MILANVILLE, PA — Wayne County has more bridges than the year has days. Only a handful of them, however, reach across the Delaware River and connect residents to their …
MILANVILLE, PA — Wayne County has more bridges than the year has days. Only a handful of them, however, reach across the Delaware River and connect residents to their neighbors in New York State. These aging interstate bridges are frequently closed or reduced to single lanes for repairs. But what happens when one of the oldest, most vital in the region is deemed too far gone for any standard remedy?
More than 500 days have passed since the Skinners Falls Bridge has been open to traffic. Since its closing, private residents, citizen coalitions and numerous local government officials from both sides of the river have voiced their opinions about what should happen next. The stakeholders in the Wayne County Courthouse feel the same way about the issue as they did when the bridge was first closed in 2019: The area needs a bridge there, and it needs to be brought up to today’s standards.
The Skinners Falls Bridge—also known as the Milanville or Black Horse Bridge—was built in 1901 and reconstructed in 1980. It was closed on October 17, 2019 after an inspection found deteriorating truss bracing and missing or cracked timber deck running boards. With the bridge clearly beyond short-term repair, PennDOT laid out five paths forward: two different rehabilitation options, two different replacement options and last, and least appealing to most, removal.
An “initial rehab” project would cost just over $5 million and reopen the structure to its previous four-ton weight limit; while a full rehab would cost just over $14 million and reopen it to a 10-ton weight limit. Neither of those options may be eligible for federal funding, according to PennDOT.
As for replacement, the structure could be replaced with a “new bulb tee” bridge which can handle legal loads (40 tons) and cost $8.7 million. For a more aesthetically pleasing, historical-looking option, it could also be replaced with a new arch or other “signature bridge” for an estimated $13.4 million.
PennDOT did not provide an estimate for how much removing the bridge would cost. However, it would require legislative approval from both Albany and Harrisburg. It’s not a viable option from Wayne County Chairman Brian Smith’s perspective. With NEPA and the Catskills currently connected by a series of veritable relics, Smith said he’d like to see something new in place.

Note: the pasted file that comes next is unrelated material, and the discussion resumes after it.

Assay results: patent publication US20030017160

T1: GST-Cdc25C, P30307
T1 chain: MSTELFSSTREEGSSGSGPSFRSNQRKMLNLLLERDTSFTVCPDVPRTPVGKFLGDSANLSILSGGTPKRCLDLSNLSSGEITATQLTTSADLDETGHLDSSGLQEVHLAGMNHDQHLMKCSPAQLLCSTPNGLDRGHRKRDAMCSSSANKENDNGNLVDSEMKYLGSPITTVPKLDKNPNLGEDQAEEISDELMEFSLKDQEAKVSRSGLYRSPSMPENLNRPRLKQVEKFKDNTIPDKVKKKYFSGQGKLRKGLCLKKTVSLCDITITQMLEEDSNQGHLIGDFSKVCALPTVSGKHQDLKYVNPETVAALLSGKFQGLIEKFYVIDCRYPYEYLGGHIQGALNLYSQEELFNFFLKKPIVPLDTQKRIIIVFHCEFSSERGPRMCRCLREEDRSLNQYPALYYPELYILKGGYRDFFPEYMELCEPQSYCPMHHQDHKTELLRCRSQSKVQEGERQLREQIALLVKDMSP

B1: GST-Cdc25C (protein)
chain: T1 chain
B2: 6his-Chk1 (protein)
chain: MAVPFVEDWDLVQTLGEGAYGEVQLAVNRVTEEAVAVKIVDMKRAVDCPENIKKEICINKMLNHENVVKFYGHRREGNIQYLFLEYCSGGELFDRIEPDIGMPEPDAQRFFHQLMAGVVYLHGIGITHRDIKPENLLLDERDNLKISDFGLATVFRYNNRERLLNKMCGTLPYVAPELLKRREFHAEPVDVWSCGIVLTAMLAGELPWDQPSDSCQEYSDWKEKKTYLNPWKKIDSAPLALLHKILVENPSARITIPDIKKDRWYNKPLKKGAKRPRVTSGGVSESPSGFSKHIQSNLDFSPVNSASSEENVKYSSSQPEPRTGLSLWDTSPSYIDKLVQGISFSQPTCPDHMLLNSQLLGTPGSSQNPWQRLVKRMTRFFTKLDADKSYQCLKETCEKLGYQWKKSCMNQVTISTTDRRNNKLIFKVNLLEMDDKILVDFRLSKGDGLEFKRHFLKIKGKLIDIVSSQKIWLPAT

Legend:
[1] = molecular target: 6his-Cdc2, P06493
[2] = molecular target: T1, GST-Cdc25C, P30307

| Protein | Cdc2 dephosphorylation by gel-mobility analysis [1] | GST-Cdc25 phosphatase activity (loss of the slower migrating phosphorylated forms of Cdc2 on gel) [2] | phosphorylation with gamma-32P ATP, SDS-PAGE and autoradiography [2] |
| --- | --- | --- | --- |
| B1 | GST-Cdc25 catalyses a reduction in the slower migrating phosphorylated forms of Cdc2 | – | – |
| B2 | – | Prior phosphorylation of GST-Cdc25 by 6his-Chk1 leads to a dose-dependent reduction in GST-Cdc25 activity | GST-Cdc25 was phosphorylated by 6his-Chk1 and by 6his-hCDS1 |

“There [are no] new bridges in the northern Delaware [area] that I can remember them building. The Narrowsburg bridge has been rehabbed, but it’s still an old bridge and it’s still old piers; the Damascus bridge has been rehabbed and they’re going to rehab it again, but it’s still old piers, it’s still an old bridge; same thing with Callicoon,” he said. “At some point in time, I think they need to have a new bridge put in that’s a concrete structure... we can take concrete structures and make them very much aesthetically pleasing.”
Just down the hall from the commissioners’ office in the planning department, planning director and member of the bridge’s project advisory committee Craig Rickard said the choice between rehab and replacement seems clear.
“They’ve been rehabbing that bridge over a decade, and the weight limits keep coming down... they keep putting more money in but the limit keeps going down, down, down,” he said. “To do a full rehab would be $14 million and to replace would be $5 million less; it’s not my decision but...” He let the silence speak for him.
He listened to the recent, highly attended public meeting on the matter, however, and got the feeling that many residents may not share the county’s perspective.
“I got the sense from the people that live up in that area, they have no interest in a 40-ton bridge,” he said. “They are not interested in tractor trailers, they are not interested in fire trucks, they are not interested in school buses: Some of the people up there just want to leave it as it is.”
But the commissioners see it as a safety and an economic issue. And with the river attracting scores of tourists, boaters and swimmers each summer, Rickard said that emergency responders need to be able to perform water rescues quickly: “It’s not every minute counts, it’s every second counts.”
“We need a way to cross that river in the event that we have some terrible weather events or something else catastrophic happens,” Smith said. Commissioner Joe Adams added, “Tourism is one of our biggest industries and potential agrotourism in the future, as well as delivering agricultural products from one side of the river to the other... there are not that many accesses [to New York] from the Wayne County side.”
According to data from the National Park Service (NPS) in 2016, the estimated time for NPS emergency responders to reach NY Route 97 during an emergency was three minutes, compared to six minutes using the Damascus bridge and 14 minutes using the Narrowsburg bridge. Plus, Rickard said that the Damascus bridge is slated to be a one-lane bridge this summer.
The Skinners Falls bridge is currently under the review of a planning and environmental linkages (PEL) study. Residents can submit public comment through the following link, www.bit.ly/3umwibb, until Friday, April 30. They can also call the project hotline 610/234-5148 or email firstname.lastname@example.org.
“The community is going to need to come together and make a decision from a four-ton bridge up to a 40-ton bridge,” Rickard said. “Will the area remain frozen in time?”